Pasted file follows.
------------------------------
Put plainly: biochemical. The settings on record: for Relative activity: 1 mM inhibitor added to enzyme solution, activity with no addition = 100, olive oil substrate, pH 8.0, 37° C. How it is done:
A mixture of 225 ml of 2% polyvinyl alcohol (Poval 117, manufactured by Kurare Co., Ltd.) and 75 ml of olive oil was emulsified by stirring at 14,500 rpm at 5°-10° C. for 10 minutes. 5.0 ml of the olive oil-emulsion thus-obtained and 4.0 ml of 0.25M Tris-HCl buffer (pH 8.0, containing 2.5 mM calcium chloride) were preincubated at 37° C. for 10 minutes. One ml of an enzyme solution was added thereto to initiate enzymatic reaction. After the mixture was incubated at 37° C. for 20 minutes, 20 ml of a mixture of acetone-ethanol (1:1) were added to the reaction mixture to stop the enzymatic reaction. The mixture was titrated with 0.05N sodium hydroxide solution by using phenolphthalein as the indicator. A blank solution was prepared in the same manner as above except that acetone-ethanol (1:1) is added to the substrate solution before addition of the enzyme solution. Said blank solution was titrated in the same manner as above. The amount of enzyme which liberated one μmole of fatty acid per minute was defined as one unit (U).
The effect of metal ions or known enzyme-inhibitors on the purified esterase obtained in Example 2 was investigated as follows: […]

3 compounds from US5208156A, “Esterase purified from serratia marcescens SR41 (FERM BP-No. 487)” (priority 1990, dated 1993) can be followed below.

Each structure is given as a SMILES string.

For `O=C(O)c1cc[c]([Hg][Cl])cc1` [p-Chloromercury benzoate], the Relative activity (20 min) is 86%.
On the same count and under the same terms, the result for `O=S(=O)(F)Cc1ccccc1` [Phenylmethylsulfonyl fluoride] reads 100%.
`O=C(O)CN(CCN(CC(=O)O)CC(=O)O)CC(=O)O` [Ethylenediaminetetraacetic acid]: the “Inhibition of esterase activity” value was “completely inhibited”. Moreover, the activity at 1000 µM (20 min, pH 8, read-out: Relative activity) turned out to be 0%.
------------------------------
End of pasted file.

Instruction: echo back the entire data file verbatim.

Put plainly: biochemical. The settings on record: for Relative activity: 1 mM inhibitor added to enzyme solution, activity with no addition = 100, olive oil substrate, pH 8.0, 37° C. How it is done:
A mixture of 225 ml of 2% polyvinyl alcohol (Poval 117, manufactured by Kurare Co., Ltd.) and 75 ml of olive oil was emulsified by stirring at 14,500 rpm at 5°-10° C. for 10 minutes. 5.0 ml of the olive oil-emulsion thus-obtained and 4.0 ml of 0.25M Tris-HCl buffer (pH 8.0, containing 2.5 mM calcium chloride) were preincubated at 37° C. for 10 minutes. One ml of an enzyme solution was added thereto to initiate enzymatic reaction. After the mixture was incubated at 37° C. for 20 minutes, 20 ml of a mixture of acetone-ethanol (1:1) were added to the reaction mixture to stop the enzymatic reaction. The mixture was titrated with 0.05N sodium hydroxide solution by using phenolphthalein as the indicator. A blank solution was prepared in the same manner as above except that acetone-ethanol (1:1) is added to the substrate solution before addition of the enzyme solution. Said blank solution was titrated in the same manner as above. The amount of enzyme which liberated one μmole of fatty acid per minute was defined as one unit (U).
The effect of metal ions or known enzyme-inhibitors on the purified esterase obtained in Example 2 was investigated as follows: […]

3 compounds from US5208156A, “Esterase purified from serratia marcescens SR41 (FERM BP-No. 487)” (priority 1990, dated 1993) can be followed below.

Each structure is given as a SMILES string.

For `O=C(O)c1cc[c]([Hg][Cl])cc1` [p-Chloromercury benzoate], the Relative activity (20 min) is 86%.
On the same count and under the same terms, the result for `O=S(=O)(F)Cc1ccccc1` [Phenylmethylsulfonyl fluoride] reads 100%.
`O=C(O)CN(CCN(CC(=O)O)CC(=O)O)CC(=O)O` [Ethylenediaminetetraacetic acid]: the “Inhibition of esterase activity” value was “completely inhibited”. Moreover, the activity at 1000 µM (20 min, pH 8, read-out: Relative activity) turned out to be 0%.